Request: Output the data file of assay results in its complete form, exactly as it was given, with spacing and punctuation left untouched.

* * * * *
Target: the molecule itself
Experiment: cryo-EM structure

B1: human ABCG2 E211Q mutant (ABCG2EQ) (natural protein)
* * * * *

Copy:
Target: the molecule itself
Experiment: cryo-EM structure

B1: human ABCG2 E211Q mutant (ABCG2EQ) (natural protein)